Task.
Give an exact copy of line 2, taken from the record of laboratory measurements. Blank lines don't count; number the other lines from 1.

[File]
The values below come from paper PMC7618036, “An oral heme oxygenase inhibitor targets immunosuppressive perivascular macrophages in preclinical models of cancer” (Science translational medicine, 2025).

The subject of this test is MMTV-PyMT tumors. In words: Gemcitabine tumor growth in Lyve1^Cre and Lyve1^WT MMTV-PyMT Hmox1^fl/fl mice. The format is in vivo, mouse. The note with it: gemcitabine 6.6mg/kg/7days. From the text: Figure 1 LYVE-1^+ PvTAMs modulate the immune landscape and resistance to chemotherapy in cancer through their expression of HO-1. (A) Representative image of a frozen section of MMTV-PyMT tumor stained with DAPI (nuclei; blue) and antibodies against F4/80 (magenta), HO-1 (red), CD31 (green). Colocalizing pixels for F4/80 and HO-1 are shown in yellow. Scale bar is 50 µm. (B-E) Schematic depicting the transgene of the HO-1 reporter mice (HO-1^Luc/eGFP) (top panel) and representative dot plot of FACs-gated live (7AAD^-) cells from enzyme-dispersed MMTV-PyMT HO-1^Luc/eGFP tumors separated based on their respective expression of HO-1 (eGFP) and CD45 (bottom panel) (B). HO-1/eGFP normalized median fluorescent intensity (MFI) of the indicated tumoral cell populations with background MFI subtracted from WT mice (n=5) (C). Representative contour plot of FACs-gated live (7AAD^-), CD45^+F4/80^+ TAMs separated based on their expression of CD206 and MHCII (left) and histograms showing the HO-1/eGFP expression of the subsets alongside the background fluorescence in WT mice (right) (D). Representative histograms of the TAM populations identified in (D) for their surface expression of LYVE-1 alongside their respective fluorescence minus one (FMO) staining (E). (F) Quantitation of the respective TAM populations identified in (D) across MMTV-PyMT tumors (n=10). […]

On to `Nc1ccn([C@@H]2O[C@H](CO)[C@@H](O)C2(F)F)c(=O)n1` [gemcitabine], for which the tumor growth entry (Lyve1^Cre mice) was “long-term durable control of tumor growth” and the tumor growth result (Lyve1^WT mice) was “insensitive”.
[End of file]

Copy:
The subject of this test is MMTV-PyMT tumors. In words: Gemcitabine tumor growth in Lyve1^Cre and Lyve1^WT MMTV-PyMT Hmox1^fl/fl mice. The format is in vivo, mouse. The note with it: gemcitabine 6.6mg/kg/7days. From the text: Figure 1 LYVE-1^+ PvTAMs modulate the immune landscape and resistance to chemotherapy in cancer through their expression of HO-1. (A) Representative image of a frozen section of MMTV-PyMT tumor stained with DAPI (nuclei; blue) and antibodies against F4/80 (magenta), HO-1 (red), CD31 (green). Colocalizing pixels for F4/80 and HO-1 are shown in yellow. Scale bar is 50 µm. (B-E) Schematic depicting the transgene of the HO-1 reporter mice (HO-1^Luc/eGFP) (top panel) and representative dot plot of FACs-gated live (7AAD^-) cells from enzyme-dispersed MMTV-PyMT HO-1^Luc/eGFP tumors separated based on their respective expression of HO-1 (eGFP) and CD45 (bottom panel) (B). HO-1/eGFP normalized median fluorescent intensity (MFI) of the indicated tumoral cell populations with background MFI subtracted from WT mice (n=5) (C). Representative contour plot of FACs-gated live (7AAD^-), CD45^+F4/80^+ TAMs separated based on their expression of CD206 and MHCII (left) and histograms showing the HO-1/eGFP expression of the subsets alongside the background fluorescence in WT mice (right) (D). Representative histograms of the TAM populations identified in (D) for their surface expression of LYVE-1 alongside their respective fluorescence minus one (FMO) staining (E). (F) Quantitation of the respective TAM populations identified in (D) across MMTV-PyMT tumors (n=10). […]